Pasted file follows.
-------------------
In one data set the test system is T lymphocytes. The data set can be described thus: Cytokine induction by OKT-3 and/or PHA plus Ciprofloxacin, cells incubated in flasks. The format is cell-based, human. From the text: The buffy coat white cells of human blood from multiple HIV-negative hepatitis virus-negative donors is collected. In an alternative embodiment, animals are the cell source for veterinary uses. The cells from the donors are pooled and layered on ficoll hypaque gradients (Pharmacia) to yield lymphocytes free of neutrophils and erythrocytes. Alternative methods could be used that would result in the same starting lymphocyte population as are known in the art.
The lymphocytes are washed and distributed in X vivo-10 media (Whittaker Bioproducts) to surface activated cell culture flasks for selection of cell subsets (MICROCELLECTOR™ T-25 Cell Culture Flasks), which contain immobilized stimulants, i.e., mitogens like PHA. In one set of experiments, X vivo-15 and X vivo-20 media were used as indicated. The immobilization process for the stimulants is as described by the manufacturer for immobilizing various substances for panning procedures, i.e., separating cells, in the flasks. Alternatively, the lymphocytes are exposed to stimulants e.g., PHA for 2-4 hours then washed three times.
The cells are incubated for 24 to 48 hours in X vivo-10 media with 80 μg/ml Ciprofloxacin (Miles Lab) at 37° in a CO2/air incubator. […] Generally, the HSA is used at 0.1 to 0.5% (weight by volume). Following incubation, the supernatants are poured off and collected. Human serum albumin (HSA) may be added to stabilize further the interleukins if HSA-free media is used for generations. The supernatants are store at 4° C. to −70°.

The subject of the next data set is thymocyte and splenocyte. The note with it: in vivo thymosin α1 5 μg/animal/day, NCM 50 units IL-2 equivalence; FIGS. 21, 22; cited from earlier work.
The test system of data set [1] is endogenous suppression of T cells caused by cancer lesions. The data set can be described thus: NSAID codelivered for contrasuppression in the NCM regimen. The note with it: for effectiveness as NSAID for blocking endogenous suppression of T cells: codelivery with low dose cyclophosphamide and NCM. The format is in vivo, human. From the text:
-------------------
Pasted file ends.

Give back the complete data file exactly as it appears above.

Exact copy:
In one data set the test system is T lymphocytes. The data set can be described thus: Cytokine induction by OKT-3 and/or PHA plus Ciprofloxacin, cells incubated in flasks. The format is cell-based, human. From the text: The buffy coat white cells of human blood from multiple HIV-negative hepatitis virus-negative donors is collected. In an alternative embodiment, animals are the cell source for veterinary uses. The cells from the donors are pooled and layered on ficoll hypaque gradients (Pharmacia) to yield lymphocytes free of neutrophils and erythrocytes. Alternative methods could be used that would result in the same starting lymphocyte population as are known in the art.
The lymphocytes are washed and distributed in X vivo-10 media (Whittaker Bioproducts) to surface activated cell culture flasks for selection of cell subsets (MICROCELLECTOR™ T-25 Cell Culture Flasks), which contain immobilized stimulants, i.e., mitogens like PHA. In one set of experiments, X vivo-15 and X vivo-20 media were used as indicated. The immobilization process for the stimulants is as described by the manufacturer for immobilizing various substances for panning procedures, i.e., separating cells, in the flasks. Alternatively, the lymphocytes are exposed to stimulants e.g., PHA for 2-4 hours then washed three times.
The cells are incubated for 24 to 48 hours in X vivo-10 media with 80 μg/ml Ciprofloxacin (Miles Lab) at 37° in a CO2/air incubator. […] Generally, the HSA is used at 0.1 to 0.5% (weight by volume). Following incubation, the supernatants are poured off and collected. Human serum albumin (HSA) may be added to stabilize further the interleukins if HSA-free media is used for generations. The supernatants are store at 4° C. to −70°.

The subject of the next data set is thymocyte and splenocyte. The note with it: in vivo thymosin α1 5 μg/animal/day, NCM 50 units IL-2 equivalence; FIGS. 21, 22; cited from earlier work.
The test system of data set [1] is endogenous suppression of T cells caused by cancer lesions. The data set can be described thus: NSAID codelivered for contrasuppression in the NCM regimen. The note with it: for effectiveness as NSAID for blocking endogenous suppression of T cells: codelivery with low dose cyclophosphamide and NCM. The format is in vivo, human. From the text: